A woman in modern society feels she expected to be Wonder Woman - to excel at motherhood, housekeeping, and in her career, as well as being an outstanding partner in bed. Alma, approaching 40, is convinced that she has failed and decides to take time out. She retires to her bed and neglects herself, her adolescent son and her home. Daria, her childhood friend, tries to help her find herself again. During the twenty-four hours in which Alma shuts herself in her room, her life is spread out for us in flashbacks. Through them, the issues of married life, sexuality, motherhood, friendships among women and self-realization are examined.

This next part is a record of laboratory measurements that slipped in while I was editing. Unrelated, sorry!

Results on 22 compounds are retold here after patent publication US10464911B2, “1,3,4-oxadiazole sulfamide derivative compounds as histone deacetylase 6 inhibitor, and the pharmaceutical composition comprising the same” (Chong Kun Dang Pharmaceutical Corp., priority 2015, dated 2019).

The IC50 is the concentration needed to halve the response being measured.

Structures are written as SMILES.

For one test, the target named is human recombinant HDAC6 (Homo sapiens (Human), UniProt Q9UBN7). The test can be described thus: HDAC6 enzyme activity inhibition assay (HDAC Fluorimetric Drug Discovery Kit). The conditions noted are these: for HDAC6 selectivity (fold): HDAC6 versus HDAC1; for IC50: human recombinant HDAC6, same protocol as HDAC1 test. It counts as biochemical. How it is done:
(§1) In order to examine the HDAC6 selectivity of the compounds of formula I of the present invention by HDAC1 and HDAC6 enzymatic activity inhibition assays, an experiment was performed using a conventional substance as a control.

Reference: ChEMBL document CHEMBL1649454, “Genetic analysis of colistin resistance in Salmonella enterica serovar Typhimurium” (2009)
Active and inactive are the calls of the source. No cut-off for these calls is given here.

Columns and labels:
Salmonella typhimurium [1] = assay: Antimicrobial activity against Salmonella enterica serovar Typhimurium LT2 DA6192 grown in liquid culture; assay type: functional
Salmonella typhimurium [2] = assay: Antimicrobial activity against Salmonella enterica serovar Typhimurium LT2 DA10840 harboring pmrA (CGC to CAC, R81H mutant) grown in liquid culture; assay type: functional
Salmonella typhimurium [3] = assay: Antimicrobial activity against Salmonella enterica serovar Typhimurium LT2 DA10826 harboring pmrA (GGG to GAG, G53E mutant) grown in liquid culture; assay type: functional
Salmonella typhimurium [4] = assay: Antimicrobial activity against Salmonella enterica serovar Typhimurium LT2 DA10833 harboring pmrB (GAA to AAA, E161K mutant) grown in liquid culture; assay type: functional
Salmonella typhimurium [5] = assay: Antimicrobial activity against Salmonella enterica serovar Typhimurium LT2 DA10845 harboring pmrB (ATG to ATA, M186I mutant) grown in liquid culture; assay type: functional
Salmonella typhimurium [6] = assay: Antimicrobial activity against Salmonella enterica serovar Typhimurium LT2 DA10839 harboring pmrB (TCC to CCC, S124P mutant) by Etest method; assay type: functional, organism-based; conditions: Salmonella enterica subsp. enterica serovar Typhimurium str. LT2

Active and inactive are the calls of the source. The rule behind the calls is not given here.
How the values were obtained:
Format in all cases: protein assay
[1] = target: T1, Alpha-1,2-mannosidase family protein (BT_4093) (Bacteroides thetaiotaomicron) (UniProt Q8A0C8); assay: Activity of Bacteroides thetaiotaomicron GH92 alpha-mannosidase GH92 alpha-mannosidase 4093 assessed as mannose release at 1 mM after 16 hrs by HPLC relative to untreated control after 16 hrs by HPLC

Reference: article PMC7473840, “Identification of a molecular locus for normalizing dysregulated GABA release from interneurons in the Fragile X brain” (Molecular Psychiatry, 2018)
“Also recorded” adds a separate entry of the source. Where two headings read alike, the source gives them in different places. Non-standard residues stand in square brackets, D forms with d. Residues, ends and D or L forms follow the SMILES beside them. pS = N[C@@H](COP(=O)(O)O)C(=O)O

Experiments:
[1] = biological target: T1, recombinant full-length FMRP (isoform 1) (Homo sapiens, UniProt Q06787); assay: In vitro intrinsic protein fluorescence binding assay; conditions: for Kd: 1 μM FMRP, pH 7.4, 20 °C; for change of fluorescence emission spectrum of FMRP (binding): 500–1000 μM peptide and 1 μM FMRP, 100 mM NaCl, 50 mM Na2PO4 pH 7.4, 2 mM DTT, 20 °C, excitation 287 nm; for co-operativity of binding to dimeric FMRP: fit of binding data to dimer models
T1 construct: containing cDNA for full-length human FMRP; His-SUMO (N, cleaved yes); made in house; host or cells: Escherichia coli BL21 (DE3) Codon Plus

Alma is married to Gidi who is successful in hi-tech. After Rami's birth, she suffers from post-natal depression, overcomes it and returns to teaching. However, she remains weary and unsatisfied. She gains weight, concentrates on raising the child, and begins to suspect that Gidi is unfaithful to her. Daria, a central figure in the novel, is Alma`s diametric opposite. She has remained single, has earned a doctorate in clinical psychology and has had romances with a number of men. The two women have remained friends, and Alma cannot imagine that Daria is attracted to her husband. For his part, Gidi, a good-looking man, has had extra-marital affairs, and an affair with Daria is just a matter of time. The two have an on-again, off-again relationship for several years without Alma`s knowledge, and it is only when Gidi plans to go to Canada for two years that he tells his wife that she has been betrayed twice. Again, she falls into depression and her relationship with her son suffers. Now, Alma and Daris'a friendship faces a severe test, but it turns out to be the strongest of all ties. Daria helps Alma to recover, and a new day breaks to reveal a new Alma - stronger, more optimistic, and more accepting.